Short answer: your System$User table most likely got corrupted in the past as it appears to contain at least 2 user entities that share the same Name attribute, which violates the unique constraint of that attribute. Removing those users so only 1 of each name remains should resolve your issue.
Long answer: Was this project started in 6.3.1 or converted from an older version, if the latter, what is the version this project was started in? The reason I am asking this is there were some rare situations in older Mx5 (if I remember correctly, else <mx5) versions="" where="" duplicate="" inserts="" of="" system.user="" could="" occur.="" this="" would="" happen="" in="" rare="" circumstances="" under="" very="" heavy="" load.<="" p="">
You could backup a copy of the database and restore it locally then fire the following SQL query:
select name, COUNT(name) AS nameCount from system$user GROUP BY name HAVING COUNT(name) > 1
If any results turn up your user table is violating the unique name constraint of the system$user table and you should try to remove the excess entries of the same user. In that case you could technically view your System$User table as corrupted.
You could also write a microflow to do this, retrieve all System$User entities sorted by name. Iterate over them and when n+1 has the same name as n (where n = iteration counter) you have encountered the same issue.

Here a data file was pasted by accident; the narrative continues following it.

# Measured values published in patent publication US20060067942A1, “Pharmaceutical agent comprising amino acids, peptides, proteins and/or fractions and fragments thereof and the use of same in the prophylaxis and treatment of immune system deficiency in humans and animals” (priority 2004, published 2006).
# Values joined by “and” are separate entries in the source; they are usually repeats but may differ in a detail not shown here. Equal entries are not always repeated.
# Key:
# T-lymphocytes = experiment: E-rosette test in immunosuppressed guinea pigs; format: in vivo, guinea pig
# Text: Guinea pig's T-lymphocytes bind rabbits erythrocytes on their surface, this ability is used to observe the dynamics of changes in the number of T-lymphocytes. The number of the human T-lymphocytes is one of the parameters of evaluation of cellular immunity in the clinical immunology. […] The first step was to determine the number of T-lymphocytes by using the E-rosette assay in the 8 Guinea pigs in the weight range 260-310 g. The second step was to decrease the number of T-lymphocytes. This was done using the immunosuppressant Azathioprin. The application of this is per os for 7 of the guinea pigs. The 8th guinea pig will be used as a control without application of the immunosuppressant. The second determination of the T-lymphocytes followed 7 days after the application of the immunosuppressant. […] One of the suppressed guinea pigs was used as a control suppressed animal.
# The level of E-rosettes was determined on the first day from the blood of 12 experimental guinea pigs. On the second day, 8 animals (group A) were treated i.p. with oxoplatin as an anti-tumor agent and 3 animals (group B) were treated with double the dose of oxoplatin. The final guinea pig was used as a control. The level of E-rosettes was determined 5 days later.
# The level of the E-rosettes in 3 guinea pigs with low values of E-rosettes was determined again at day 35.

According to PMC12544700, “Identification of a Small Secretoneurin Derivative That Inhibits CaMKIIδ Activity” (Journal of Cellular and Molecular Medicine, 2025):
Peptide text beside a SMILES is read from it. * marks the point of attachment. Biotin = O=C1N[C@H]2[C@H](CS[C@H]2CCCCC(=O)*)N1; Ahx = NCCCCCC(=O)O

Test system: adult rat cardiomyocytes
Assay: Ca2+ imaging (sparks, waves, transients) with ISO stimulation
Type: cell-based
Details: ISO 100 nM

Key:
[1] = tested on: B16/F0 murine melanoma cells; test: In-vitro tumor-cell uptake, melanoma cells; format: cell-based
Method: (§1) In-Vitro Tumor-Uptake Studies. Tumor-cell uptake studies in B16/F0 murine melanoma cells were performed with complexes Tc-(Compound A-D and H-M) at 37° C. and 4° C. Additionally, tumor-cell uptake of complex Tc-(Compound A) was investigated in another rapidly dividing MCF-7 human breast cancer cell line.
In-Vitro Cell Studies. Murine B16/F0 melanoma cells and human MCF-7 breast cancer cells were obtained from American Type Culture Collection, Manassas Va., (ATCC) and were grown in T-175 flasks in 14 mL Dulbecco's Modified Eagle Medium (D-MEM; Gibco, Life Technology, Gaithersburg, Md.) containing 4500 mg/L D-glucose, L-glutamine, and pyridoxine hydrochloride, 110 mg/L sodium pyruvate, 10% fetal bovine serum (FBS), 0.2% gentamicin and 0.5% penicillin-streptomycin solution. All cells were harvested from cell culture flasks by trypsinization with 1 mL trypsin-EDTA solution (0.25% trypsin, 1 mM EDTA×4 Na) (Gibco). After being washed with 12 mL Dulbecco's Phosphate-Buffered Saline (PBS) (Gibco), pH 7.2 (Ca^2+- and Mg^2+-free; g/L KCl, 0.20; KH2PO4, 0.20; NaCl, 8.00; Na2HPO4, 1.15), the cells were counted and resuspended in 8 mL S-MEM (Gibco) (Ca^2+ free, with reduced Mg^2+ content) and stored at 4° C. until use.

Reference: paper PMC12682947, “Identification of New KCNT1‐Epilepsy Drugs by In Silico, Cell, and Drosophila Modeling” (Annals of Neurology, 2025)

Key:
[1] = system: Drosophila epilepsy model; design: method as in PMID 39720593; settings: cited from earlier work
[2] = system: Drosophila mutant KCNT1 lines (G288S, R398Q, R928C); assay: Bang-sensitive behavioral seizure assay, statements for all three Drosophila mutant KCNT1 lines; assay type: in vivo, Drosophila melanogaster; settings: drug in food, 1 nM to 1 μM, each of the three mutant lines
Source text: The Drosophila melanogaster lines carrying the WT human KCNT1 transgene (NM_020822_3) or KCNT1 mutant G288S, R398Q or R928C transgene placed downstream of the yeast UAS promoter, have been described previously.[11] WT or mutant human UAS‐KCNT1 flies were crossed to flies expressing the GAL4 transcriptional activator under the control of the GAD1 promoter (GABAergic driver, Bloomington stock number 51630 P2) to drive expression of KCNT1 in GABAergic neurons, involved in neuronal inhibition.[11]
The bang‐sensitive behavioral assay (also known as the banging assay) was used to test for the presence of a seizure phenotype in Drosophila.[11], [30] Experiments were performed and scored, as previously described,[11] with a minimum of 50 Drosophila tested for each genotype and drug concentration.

My initial solution was to commit in an iterator instead of batch, with error-handling on the commit. I set logging on the error handler. Not pretty, but it did allow the microflow to run its course, and show me if there were any duplicate users.
As it turns out, there were indeed two duplicates.
I am puzzled (and a little concerned) as to how these came to be though. User accounts are created when a user accesses the application for the first time using an SSO mechanism. The logic checks whether the username in the incoming request matches one in the database. If not, a new account is created.
For duplication to come about, both this check and the uniqueness constraint must have failed. Or there is another way this duplication might have happened, but I can't think of it.
One factor that may be of influence is that we're running on a Cloud Foundry infrastructure, using elastic runtime to loadbalance over two application instances. I still can't really think of a plausible scenario where this would cause duplication, but it may be relevant.
I'll monitor the situation, but any additional thoughts/insights are welcome.
I have been able to reliably reproduce this issue (using a breakpoint) in the past on a 4.x Mendix version. In that project I worked around it by manually re checking before commit, and doing the commit within a synchronized Java action.
This was also for a project that would create users as part of a sign in procedure.